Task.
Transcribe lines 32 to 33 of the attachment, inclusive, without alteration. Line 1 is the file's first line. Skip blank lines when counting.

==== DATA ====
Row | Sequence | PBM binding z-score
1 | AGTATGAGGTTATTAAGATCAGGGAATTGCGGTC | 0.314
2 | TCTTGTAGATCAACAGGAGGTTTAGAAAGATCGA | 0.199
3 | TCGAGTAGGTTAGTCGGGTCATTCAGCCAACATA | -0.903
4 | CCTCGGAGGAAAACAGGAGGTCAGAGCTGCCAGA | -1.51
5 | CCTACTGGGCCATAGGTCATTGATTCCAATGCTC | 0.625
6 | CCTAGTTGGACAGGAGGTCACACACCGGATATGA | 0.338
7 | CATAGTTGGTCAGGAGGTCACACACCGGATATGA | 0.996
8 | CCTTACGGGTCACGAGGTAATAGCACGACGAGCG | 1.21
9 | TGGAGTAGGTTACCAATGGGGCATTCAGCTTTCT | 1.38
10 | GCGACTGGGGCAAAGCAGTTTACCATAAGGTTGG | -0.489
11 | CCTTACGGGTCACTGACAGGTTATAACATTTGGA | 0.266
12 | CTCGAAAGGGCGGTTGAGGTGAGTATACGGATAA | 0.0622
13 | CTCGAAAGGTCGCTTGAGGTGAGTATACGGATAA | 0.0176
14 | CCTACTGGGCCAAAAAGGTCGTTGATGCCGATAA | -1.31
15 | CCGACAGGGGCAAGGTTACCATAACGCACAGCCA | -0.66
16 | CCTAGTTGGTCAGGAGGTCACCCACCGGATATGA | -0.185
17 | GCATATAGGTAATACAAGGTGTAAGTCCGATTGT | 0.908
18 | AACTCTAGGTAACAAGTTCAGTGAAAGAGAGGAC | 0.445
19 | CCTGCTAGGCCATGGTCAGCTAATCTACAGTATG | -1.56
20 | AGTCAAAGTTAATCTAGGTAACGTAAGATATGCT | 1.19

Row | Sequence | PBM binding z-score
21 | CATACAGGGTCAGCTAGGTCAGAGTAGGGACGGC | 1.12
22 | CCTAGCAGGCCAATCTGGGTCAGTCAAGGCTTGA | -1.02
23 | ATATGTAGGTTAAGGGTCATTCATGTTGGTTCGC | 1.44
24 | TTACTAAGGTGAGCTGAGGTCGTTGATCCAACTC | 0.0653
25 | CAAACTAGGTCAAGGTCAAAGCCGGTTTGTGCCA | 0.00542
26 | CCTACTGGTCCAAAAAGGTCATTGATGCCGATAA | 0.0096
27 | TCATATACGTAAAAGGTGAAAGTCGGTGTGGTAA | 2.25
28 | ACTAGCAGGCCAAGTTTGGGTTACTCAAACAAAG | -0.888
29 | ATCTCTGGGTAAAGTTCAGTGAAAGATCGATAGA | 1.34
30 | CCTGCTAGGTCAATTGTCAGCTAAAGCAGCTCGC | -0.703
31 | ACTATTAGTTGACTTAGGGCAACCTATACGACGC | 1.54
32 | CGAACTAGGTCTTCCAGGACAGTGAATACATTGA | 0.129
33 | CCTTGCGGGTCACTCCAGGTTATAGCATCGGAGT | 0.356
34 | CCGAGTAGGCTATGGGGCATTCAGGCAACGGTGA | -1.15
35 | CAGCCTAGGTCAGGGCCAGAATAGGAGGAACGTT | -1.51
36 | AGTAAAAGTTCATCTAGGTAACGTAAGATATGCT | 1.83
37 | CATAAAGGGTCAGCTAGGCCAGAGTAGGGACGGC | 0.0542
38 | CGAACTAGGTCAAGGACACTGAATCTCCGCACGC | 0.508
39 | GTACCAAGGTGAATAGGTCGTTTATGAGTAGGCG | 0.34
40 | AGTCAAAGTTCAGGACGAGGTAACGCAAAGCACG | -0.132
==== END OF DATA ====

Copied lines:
30 | CCTGCTAGGTCAATTGTCAGCTAAAGCAGCTCGC | -0.703
31 | ACTATTAGTTGACTTAGGGCAACCTATACGACGC | 1.54